Governor Tim Walz recently signed legislation expanding workers’ compensation eligibility for emergency first responders and front-line workers. The bill now allows front-line workers to qualify for workers’ compensation benefits if they test positive for COVID-19.

“Minnesotans came together – labor organizations, businesses, Democrats, and Republicans – to move this legislation forward,” said Gov. Walz. “Our first responders and front-line workers are making tremendous sacrifices – and it’s our duty to protect them as best we can. This law does exactly that.”

“We are here for our first responders and health care workers who are fighting non-stop to keep Minnesotans safe,” said Lieutenant Governor Peggy Flanagan. “I’m proud of the tireless, bipartisan work at the legislature that went into getting this agreement.”

The bill expands eligibility for front-line workers including doctors and nurses, firefighters, paramedics, police, long-term care workers, home health workers, correctional officers, and child care providers by creating the presumption that a COVID-19 infection is work-related unless the employer is able to prove that infection happened elsewhere.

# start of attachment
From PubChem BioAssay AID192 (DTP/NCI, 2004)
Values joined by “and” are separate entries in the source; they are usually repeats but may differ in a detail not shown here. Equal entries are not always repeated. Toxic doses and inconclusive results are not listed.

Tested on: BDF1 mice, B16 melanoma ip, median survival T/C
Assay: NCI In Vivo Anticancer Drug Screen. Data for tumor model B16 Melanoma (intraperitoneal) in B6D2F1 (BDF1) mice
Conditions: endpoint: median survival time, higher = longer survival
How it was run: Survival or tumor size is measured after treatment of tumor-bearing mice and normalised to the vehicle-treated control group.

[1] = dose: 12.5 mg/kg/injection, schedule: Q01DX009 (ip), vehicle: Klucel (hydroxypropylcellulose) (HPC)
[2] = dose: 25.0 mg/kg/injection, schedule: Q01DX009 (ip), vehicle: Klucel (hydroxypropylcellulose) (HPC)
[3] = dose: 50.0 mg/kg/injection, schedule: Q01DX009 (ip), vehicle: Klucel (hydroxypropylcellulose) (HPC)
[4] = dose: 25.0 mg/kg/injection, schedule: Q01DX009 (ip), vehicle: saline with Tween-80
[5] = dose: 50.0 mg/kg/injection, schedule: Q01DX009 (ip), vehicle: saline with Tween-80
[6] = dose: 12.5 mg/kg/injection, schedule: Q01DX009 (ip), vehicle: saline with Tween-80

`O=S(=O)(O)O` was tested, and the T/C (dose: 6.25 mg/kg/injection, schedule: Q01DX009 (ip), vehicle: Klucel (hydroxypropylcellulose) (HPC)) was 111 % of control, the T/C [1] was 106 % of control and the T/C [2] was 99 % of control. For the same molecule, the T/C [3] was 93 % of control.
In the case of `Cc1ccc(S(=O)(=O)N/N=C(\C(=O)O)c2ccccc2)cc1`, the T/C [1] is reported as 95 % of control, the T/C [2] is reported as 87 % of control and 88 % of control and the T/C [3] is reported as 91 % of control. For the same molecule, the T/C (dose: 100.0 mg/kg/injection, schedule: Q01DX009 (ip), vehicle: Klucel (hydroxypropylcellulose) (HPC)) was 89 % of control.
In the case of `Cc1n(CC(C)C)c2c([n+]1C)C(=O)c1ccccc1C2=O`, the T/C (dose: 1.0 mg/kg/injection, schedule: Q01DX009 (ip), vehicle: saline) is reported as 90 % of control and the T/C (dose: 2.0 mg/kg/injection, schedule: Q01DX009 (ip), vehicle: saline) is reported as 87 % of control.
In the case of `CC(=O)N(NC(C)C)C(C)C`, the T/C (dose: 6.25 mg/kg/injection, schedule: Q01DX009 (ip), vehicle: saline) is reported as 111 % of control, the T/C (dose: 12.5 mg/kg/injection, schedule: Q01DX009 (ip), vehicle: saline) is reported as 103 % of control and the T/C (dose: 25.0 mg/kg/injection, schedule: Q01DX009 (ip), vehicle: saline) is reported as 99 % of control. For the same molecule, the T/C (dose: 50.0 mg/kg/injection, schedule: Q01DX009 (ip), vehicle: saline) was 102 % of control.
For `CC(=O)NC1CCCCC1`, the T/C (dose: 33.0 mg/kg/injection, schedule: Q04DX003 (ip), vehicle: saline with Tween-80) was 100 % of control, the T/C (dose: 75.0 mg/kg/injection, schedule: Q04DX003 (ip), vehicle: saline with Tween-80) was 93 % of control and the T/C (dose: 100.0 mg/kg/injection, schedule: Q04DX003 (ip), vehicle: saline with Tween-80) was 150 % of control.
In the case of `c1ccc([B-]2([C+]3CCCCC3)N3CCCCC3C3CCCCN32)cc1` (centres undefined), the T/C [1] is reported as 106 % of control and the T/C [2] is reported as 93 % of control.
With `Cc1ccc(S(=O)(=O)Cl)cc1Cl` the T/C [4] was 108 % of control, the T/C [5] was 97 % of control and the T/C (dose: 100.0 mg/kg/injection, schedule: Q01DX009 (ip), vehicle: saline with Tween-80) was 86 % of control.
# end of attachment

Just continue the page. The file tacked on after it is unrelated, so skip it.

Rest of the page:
Gov. Walz also signed an executive order to help protect Minnesota’s first responders by sharing information between the Minnesota Department of Health (MDH), the Minnesota Department of Public Safety (DPS), and 911 Dispatchers and first responders.

The executive order directs the Commissioner of Health to develop protocol for the sharing of information while safeguarding patient privacy.

First responders keep Minnesotans and their communities safe and help ensure that critical services continue to be provided—and it is imperative to protect their health and safety.

To this end, limited information—the addresses where a positive COVID-19 case has been identified and is still contagious—can be disclosed via DPS to Public Safety Answering Point (911) dispatchers and first responders in a very limited fashion.

In compliance with the Minnesota Government Data Practices Act, which protects private data, there are strict prohibitions against inappropriately sharing this information beyond those who have an emergent need to know it, and the Executive Order contains safeguards to prevent abuse of this data.

This order is effective upon filing with the Secretary of State.